By LARRY VAUGHT
He grew up in a military family — his father was a 25-year Army Veteran — in Bowling Green and started to fall in love with University of Kentucky sports in the 1974-75 time frame when he was about 11 years old.
Tim Bibbs has married, retired from the military and now lives in Maryland. However, one thing has never changed — his support of UK athletics.
“Pretty much like all of Kentuckians growing up, you either root for UK or U of L. My home was split between the two, and thank God I made the better choice of choosing UK,” Bibbs said. “I’ve been an avid UK fan ever since, and have never liked another team besides UK.”
Bibbs admits he was “fascinated” by battleships, aircraft carriers and naval war planes as a child. He would build model replicas of the warships and planes and use them to replicate certain naval battles from World War II.
“As I grew older I realized that I wanted to join the Navy, and after one year at Western Kentucky University, I decided to join the U.S. Navy as a Cryptologist/Intelligence Analyst,” Bibbs said.
Early in his career he was stationed in Italy and Scotland. He watched what UK games he could on the Armed Forces Network, he had to rely on the Stars and Stripes —a daily military newspaper — to get scores and articles.
“If I was lucky, UK would be mentioned, but not much. My family provided me with details as best they could during those times,” he said. “Once I was stationed back to the U.S., the availability of UK games increased and I was able to keep up with them on a daily basis.”
He met his wife, Angela, who is from Maryland, in Edzell, Scotland, in 1983 during her deployment there. They have now both retired honorably after 20 years in the Navy.
He had to convert her to becoming a UK fan.
“Initially she wasn't into basketball like I was, but over time the UK effect started to have an impact on her. Hearing me talk about UK all the time, and sharing why UK is so great, began to have a positive influence on her which has grown just as strong as mine is today,” he said.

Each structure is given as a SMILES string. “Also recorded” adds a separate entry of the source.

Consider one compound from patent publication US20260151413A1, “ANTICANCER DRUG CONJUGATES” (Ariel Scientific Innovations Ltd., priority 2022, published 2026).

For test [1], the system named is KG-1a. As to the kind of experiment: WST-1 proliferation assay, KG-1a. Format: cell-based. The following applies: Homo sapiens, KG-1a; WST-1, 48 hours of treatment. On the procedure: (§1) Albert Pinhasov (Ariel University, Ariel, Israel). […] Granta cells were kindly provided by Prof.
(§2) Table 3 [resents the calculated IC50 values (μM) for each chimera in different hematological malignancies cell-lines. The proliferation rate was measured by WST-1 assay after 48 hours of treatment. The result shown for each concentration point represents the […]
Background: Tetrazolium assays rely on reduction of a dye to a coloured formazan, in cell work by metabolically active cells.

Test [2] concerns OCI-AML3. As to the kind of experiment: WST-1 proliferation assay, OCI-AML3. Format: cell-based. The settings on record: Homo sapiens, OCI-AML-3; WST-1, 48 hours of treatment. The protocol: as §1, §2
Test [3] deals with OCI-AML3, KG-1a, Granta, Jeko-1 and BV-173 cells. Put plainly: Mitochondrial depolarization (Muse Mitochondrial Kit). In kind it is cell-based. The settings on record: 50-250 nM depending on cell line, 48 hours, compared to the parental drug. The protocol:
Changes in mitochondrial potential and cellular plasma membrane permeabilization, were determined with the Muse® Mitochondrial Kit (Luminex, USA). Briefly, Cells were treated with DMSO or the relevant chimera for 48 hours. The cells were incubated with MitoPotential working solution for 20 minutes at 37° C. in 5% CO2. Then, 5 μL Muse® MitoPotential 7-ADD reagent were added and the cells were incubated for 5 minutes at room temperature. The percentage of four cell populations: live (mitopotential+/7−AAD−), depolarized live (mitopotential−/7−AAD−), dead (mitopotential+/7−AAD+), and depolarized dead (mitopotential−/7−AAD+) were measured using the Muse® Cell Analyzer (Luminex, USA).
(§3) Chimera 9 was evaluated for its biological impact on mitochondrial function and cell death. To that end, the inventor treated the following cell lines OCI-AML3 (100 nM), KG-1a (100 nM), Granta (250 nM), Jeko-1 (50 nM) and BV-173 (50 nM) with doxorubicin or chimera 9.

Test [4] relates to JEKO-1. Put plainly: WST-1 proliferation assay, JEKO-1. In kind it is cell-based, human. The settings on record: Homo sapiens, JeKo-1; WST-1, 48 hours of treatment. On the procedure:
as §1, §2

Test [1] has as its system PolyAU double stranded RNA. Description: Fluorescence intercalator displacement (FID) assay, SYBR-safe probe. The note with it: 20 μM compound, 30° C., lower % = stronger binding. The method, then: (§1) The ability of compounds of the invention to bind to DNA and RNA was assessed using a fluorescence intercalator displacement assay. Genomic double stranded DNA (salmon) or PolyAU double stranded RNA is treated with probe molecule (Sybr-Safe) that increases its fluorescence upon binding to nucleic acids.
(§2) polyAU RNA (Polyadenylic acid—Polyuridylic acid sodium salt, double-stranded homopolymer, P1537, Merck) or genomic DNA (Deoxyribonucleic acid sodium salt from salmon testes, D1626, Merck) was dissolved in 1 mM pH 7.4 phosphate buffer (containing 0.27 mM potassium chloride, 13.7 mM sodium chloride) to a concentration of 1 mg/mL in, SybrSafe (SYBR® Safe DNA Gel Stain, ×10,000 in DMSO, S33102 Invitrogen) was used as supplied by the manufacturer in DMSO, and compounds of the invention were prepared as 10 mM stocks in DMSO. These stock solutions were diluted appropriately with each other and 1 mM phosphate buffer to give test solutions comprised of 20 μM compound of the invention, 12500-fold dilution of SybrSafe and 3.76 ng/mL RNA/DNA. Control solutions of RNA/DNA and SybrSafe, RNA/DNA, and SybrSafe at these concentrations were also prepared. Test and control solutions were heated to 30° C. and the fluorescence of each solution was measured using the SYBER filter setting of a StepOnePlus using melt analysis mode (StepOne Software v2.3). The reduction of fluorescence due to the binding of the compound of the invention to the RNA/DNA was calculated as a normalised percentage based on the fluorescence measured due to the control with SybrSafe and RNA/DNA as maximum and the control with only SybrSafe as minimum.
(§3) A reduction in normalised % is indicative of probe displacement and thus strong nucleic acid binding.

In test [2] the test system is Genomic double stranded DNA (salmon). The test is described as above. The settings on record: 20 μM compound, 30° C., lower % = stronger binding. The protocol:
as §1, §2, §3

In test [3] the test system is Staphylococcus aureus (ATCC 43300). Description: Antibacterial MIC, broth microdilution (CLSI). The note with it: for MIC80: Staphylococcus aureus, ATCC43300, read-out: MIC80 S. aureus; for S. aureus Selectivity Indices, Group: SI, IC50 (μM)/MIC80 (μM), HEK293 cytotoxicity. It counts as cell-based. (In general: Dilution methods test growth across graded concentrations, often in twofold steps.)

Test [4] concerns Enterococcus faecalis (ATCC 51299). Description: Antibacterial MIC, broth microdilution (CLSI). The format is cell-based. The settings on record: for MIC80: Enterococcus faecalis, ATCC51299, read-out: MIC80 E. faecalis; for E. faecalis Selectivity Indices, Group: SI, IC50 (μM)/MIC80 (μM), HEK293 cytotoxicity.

They have UK gear ranging from pajamas to T-shirts to sweat pants to much, much more.
“We were UK gear every single day — and I do mean every single day,” Bibbs said. “She is a part of the BBN till the day she leaves this earth.”
Their plan, naturally, was to retire in Kentucky after leaving the military but there were no jobs in Kentucky that would have allowed them to continue working in the Cryptology/Intelligence field.
“I do miss being in Kentucky though,” Bibb said. “We watch every single UK game on TV.”
They also depend on other media outlets for UK updates. He reads vaughtsviews.com — which is where he caught my eye with his insightful comments. He follows Kentucky Sports Radio, A Sea of Blue, Nation of Blue, Bleach Report, CoachCal.com and ESPN for daily UK coverage.
“We also follow recruiting closely, and keep tabs on who may become a potential Wildcat,” Bibb said.
He’s yet to to meet any other UK fans living in Maryland but he sometimes sees UK fans when he’s out.
“I always wear UK sweat pants and a UK hoodie, and thats when I'll met some of the people in passing. I never pass up a chance to talk about UK and tell them how much I bleed blue,” he said.
When he drives from Maryland to Kentucky to visit family, he always passes Rupp Arena and tells himself one day he will be able to attend a Kentucky game there. However, he has not been able to secure lower level seats that he and his wife want to see a game.
“Until then we'll keep trying. I guess our theory on the lower level seats is that since the distance is great between Maryland and Kentucky, we want to get the best bang for the trip so to speak. If that makes any sense,” Bibbs said.
It makes perfect sense. For this couple who gave 20 years each in service to our country and have bonded over UK sports, they want that first UK game to be a memorable experience. Here’s hoping he finds a way to get lower level seats for him and his wife next year.
But guess what? If that never happens, he’ll still keep supporting his Cats just like he has from years whether it was from Scotland, Italy or now in Maryland. He might not see his Cats in person, but he has “Go Big Blue” on his heart daily and insists that won’t ever change.
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